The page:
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Gems Among Jewels
October 1, 2010   
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Malwina Strenkowska, a student of mathematics and natural sciences at the University of Warsaw, won a competition held by the Ministry of Science and Higher Education and Elle monthly for young women researchers aspiring to follow in the footsteps of Maria Skłodowska-Curie, a Polish physicist and chemist who won two Nobel Prizes in the early 20th century.

At an awards ceremony in Warsaw June 11, Strenkowska walked away with a prize of zl.15,000 for her research in bioorganic chemistry and molecular biology that aims to contribute to the development of gene therapy.

The competition was held to support and promote young ambitious women who pursue their research interests and to grant awards to those Polish women who may become world-famous scientists in the future. The competition is targeted at female students of engineering, mathematics and natural sciences who conduct independent scientific research or are involved in major research projects.

The competition aims to show that women can achieve spectacular successes in areas previously dominated by men and to prove that no branch of knowledge is inaccessible to women.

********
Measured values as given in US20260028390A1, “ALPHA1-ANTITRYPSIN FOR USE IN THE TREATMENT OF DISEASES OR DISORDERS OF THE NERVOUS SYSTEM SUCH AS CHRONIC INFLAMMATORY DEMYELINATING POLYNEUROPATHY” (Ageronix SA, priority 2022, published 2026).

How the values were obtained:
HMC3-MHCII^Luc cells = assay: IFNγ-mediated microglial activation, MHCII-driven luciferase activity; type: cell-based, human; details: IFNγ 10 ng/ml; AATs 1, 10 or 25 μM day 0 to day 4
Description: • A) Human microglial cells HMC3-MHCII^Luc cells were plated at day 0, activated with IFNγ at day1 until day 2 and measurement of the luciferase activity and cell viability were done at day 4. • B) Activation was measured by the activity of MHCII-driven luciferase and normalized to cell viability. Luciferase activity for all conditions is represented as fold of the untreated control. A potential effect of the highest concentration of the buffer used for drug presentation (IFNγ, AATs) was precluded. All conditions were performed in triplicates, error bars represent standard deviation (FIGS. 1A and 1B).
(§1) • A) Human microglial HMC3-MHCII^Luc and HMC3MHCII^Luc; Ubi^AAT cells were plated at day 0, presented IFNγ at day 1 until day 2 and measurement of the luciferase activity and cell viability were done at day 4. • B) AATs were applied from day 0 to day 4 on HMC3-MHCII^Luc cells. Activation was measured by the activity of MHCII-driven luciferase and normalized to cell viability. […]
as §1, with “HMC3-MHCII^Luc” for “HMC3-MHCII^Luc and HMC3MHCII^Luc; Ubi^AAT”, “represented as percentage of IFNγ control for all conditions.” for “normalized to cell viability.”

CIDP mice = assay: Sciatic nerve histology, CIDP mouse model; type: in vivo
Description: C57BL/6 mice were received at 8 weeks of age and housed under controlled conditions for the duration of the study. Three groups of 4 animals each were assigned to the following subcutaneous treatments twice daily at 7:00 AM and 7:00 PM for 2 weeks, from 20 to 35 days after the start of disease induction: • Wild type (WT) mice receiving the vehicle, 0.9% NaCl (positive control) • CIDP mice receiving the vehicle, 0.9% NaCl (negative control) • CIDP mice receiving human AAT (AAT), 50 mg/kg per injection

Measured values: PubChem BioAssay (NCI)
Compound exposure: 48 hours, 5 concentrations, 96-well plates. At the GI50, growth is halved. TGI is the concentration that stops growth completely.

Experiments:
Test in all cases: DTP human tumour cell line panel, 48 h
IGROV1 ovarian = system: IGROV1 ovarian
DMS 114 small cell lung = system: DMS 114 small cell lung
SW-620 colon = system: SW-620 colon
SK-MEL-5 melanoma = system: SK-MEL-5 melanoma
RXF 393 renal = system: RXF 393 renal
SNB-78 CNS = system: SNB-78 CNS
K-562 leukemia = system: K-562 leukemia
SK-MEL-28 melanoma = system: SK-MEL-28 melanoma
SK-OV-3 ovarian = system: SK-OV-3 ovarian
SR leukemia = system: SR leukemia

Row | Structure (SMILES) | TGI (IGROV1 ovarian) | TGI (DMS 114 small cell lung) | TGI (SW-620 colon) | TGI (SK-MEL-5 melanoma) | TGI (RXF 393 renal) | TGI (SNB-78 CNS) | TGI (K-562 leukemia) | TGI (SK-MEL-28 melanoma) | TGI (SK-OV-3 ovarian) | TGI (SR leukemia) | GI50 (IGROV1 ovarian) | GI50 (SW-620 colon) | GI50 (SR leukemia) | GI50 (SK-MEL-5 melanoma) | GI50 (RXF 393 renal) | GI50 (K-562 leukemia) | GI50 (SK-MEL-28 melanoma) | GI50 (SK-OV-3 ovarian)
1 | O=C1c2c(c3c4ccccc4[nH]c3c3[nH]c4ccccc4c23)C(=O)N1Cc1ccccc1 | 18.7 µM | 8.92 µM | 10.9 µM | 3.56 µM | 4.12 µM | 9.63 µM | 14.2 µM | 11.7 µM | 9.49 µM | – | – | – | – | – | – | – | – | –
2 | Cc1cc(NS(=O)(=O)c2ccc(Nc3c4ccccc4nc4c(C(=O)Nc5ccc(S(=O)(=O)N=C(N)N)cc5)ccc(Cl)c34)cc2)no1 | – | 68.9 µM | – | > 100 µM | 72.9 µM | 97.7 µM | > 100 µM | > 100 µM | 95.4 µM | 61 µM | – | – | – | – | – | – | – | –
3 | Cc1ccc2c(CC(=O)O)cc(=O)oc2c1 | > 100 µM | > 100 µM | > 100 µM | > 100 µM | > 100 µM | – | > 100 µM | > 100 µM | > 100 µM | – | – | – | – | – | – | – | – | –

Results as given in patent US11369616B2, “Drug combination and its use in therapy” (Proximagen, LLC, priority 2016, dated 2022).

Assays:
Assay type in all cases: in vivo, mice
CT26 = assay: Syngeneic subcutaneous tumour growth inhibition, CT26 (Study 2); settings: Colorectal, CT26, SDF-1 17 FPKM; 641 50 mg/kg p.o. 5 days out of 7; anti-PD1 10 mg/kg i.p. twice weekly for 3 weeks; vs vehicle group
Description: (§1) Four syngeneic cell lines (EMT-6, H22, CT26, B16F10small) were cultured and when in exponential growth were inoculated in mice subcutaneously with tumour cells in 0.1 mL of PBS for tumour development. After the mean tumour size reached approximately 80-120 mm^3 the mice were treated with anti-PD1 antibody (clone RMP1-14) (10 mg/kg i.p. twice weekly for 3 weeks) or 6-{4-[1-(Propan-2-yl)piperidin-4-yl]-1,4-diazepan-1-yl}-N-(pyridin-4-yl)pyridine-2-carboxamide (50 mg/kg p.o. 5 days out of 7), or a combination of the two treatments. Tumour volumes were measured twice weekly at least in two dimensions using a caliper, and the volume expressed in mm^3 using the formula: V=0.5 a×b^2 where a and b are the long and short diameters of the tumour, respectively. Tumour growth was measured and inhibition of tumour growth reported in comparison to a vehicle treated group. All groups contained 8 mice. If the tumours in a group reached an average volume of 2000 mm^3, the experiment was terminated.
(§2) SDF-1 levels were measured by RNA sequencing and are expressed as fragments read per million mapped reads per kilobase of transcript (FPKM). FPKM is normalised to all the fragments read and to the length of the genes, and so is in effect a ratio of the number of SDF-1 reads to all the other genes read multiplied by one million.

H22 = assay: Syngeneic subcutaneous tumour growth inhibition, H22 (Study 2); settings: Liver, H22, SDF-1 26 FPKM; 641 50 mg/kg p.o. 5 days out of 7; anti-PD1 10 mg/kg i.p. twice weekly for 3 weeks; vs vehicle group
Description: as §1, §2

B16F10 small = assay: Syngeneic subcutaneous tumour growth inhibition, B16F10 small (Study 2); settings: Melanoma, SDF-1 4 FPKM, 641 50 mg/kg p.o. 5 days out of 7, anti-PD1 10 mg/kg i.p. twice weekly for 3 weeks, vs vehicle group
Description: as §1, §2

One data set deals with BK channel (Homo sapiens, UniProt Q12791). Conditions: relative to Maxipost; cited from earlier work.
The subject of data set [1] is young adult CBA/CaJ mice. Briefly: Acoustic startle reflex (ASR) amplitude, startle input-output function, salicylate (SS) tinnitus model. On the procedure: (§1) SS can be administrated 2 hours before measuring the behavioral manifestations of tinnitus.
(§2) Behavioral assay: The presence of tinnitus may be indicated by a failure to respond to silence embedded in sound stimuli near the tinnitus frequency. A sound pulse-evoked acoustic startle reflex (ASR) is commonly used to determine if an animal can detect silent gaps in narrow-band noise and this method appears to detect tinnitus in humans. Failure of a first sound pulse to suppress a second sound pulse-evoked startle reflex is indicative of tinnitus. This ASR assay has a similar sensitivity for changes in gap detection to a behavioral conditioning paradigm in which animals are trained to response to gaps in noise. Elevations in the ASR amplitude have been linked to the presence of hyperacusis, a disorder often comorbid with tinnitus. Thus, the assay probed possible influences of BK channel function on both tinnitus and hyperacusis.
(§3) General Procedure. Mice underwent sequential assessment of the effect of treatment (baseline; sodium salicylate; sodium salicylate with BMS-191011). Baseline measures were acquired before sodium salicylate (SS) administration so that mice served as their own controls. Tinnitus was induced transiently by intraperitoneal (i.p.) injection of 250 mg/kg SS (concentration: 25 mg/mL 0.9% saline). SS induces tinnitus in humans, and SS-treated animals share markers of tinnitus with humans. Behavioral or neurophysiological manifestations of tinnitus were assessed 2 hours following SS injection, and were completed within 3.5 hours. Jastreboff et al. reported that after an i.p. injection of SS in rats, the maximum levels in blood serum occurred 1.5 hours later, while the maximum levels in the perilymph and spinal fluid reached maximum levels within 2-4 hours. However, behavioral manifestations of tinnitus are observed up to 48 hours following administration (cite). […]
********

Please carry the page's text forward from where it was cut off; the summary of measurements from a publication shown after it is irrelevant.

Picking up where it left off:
Hunting for diamonds

“The project is aimed at finding genuine diamonds among all the precious stones and discovering the greatest talents which will determine the future of Polish science,” said Science Minister Barbara Kudrycka.

A total of 131 research projects from across the country were entered for the competition. A panel of judges selected the best 10 projects and granted prizes to the young researchers. The judges took into account criteria such as innovativeness, contribution of new knowledge to a given field of research or technology, and the student’s involvement in the project.

Strenkowska, 22, a third-year student, won on all counts. The judges decided that her project, being conducted with a team led by Jacek Jemielita, Ph.D., at the University of Warsaw’s Institute of Experimental Physics, deserved the highest prize. The project aims to produce new chemical compounds for use in medicine. In the future, these compounds could be used in gene therapy to repair damaged proteins, for example.

Strenkowska’s research findings have attracted the interest of a German pharmaceutical company. They also met with a wide response at scientific conferences in Prague and Paris, and were described by the New Journal of Chemistry, a scientific journal devoted to the latest discoveries in chemistry.

Promising and praised

Those singled out for praise also included Agata Szade of the Faculty of Biochemistry, Biophysics and Biotechnology at the Jagiellonian University in Cracow and Joanna Oracz of the Faculty of Physics at the University of Warsaw.

Other finalists in the competition were Beata Kociucka of the Poznań University of Life Sciences; Izabela Mikuła of the University of Warsaw; Justyna Kurzawa of the Wrocław University of Technology; Wiktoria Szydło of the Adam Mickiewicz University in Poznań; Wiktoria Janik of the Warsaw University of Technology; Ilona Zielińska of the Warsaw University of Technology; and Iwona Skrzypczak of the University of Warsaw.